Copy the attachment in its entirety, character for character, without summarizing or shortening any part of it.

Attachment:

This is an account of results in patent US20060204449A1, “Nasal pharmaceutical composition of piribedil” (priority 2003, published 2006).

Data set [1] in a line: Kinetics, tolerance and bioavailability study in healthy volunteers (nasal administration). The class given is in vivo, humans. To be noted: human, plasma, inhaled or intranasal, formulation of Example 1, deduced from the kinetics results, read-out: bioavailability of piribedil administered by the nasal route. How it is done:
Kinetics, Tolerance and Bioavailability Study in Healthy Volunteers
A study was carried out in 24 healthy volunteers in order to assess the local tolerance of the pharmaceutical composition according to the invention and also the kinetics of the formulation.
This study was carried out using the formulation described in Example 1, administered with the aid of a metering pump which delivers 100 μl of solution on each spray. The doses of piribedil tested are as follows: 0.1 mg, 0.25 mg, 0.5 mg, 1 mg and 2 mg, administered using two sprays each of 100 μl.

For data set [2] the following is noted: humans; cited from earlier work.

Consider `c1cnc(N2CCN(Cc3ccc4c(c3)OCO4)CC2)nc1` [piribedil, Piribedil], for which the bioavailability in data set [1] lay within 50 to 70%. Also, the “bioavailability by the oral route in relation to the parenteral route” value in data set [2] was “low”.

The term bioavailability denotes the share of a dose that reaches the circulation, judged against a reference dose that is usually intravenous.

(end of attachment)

This is an account of results in patent US20060204449A1, “Nasal pharmaceutical composition of piribedil” (priority 2003, published 2006).

Data set [1] in a line: Kinetics, tolerance and bioavailability study in healthy volunteers (nasal administration). The class given is in vivo, humans. To be noted: human, plasma, inhaled or intranasal, formulation of Example 1, deduced from the kinetics results, read-out: bioavailability of piribedil administered by the nasal route. How it is done:
Kinetics, Tolerance and Bioavailability Study in Healthy Volunteers
A study was carried out in 24 healthy volunteers in order to assess the local tolerance of the pharmaceutical composition according to the invention and also the kinetics of the formulation.
This study was carried out using the formulation described in Example 1, administered with the aid of a metering pump which delivers 100 μl of solution on each spray. The doses of piribedil tested are as follows: 0.1 mg, 0.25 mg, 0.5 mg, 1 mg and 2 mg, administered using two sprays each of 100 μl.

For data set [2] the following is noted: humans; cited from earlier work.

Consider `c1cnc(N2CCN(Cc3ccc4c(c3)OCO4)CC2)nc1` [piribedil, Piribedil], for which the bioavailability in data set [1] lay within 50 to 70%. Also, the “bioavailability by the oral route in relation to the parenteral route” value in data set [2] was “low”.

The term bioavailability denotes the share of a dose that reaches the circulation, judged against a reference dose that is usually intravenous.